Pushing film or pulling film is using an ASA or ISO that is different from what the film is intended. Using ASA 100 film and setting your camera to ASA 200 or ASA 400 is pushing your film. Going the other direction using ASA 200 and processing it as if it was ASA 100 is pulling film, not done as often as pushing. When it is developed you must inform the lab you have pushed the film or pulled the film and by how much so they can adjust their development process. For pushing, it would be left in the developer longer or use an slightly different chemical developer. The end result of pushing the film would be an image that has more contrast than it normally would. There is not an exact comparison to digital but one example of using a similar process of pushing with digital would be when you need a higher ISO than your camera is capable, you can underexpose the image and adjust it during editing. The difference is the lack of consistency in the contrast digitally which results in more digital noise than grain. Instead try using an editing program that gives you control in adding grain. One such program is Nik Software's, Efex Pro.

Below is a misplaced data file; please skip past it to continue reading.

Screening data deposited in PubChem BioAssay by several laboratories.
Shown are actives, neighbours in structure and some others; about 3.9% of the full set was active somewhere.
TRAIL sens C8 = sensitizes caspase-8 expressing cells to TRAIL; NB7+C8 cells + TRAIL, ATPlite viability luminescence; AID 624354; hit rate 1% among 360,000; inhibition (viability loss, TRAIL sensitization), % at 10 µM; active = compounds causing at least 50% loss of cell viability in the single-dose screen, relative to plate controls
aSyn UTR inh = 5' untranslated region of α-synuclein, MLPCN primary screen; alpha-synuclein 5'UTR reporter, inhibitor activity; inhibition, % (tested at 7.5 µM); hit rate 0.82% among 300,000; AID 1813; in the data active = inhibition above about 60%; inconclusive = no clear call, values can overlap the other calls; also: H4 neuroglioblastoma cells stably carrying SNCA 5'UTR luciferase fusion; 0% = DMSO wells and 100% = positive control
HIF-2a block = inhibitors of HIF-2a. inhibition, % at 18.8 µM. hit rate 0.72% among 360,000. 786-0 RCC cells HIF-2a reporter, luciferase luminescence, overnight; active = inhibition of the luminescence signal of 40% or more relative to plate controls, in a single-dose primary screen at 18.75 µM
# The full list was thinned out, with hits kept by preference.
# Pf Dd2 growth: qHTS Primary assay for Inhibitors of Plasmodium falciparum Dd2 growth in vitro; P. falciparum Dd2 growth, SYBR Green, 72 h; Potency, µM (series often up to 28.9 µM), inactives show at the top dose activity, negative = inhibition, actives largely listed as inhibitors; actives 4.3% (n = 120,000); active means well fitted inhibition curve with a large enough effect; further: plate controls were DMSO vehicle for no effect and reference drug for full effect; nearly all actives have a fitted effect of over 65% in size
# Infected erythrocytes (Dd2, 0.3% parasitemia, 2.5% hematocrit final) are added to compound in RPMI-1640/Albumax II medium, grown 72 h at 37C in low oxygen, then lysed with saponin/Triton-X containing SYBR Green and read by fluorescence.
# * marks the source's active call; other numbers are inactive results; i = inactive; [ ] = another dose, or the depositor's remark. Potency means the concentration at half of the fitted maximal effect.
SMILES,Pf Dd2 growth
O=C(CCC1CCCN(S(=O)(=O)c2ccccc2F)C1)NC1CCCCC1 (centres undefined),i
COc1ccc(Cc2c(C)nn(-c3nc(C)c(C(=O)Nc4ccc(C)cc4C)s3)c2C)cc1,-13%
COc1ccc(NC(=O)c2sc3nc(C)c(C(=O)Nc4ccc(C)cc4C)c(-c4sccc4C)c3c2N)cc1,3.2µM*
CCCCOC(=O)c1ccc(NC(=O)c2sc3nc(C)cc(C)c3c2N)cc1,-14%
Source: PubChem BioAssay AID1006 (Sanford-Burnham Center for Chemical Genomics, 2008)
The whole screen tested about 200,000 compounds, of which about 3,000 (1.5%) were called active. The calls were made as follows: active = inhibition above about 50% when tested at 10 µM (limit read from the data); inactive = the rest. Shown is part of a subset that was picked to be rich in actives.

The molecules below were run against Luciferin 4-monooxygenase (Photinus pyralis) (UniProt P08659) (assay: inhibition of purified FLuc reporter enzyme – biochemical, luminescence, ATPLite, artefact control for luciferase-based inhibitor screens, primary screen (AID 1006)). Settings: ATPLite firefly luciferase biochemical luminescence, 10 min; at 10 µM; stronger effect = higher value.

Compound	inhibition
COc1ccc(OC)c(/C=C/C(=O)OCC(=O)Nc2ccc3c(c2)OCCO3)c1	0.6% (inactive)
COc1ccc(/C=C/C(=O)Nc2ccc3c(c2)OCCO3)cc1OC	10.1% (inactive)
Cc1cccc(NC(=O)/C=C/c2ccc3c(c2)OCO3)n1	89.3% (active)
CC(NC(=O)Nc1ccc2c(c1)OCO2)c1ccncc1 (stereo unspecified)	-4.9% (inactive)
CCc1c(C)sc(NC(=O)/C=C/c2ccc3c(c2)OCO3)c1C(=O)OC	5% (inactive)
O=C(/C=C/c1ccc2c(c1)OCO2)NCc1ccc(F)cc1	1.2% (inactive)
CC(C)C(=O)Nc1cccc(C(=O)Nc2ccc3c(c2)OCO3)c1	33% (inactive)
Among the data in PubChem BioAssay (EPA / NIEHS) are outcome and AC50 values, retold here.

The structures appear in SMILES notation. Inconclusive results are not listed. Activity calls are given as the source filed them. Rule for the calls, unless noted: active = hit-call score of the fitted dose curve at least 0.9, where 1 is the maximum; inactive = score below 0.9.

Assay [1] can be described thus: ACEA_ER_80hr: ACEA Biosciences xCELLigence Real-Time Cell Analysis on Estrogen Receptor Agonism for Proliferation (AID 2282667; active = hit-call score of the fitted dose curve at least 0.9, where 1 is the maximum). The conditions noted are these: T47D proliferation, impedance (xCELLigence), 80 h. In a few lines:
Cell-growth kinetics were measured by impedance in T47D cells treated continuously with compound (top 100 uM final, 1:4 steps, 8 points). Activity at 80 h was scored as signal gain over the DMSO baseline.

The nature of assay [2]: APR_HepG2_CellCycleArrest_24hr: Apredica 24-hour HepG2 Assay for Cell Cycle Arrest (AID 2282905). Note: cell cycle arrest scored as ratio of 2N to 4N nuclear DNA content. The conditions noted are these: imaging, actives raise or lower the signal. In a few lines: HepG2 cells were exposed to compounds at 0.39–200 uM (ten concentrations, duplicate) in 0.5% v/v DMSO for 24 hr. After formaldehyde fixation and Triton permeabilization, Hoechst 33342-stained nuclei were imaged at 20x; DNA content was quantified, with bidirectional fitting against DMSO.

Dragging the Shutter**
Dragging the shutter is a process of using a slower shutter speed when combining ambient light with flash or strobe light. This is important when photographing people in low light in front of something you also want to see in the photograph. Your flash will light up your subjects but often when you shutter speed is set at or near the synch speed you will get a dark background despite the low light in the scene. You can use a slower shutter speed to allow ambient light into the scene while the flash will freeze your subject and keep them in focus despite the slower shutter speed. This isn't always perfect and can introduce ghosting into your image but it can be effective in showing the scene and the subject. With a point and shoot try the night setting for a similar approach.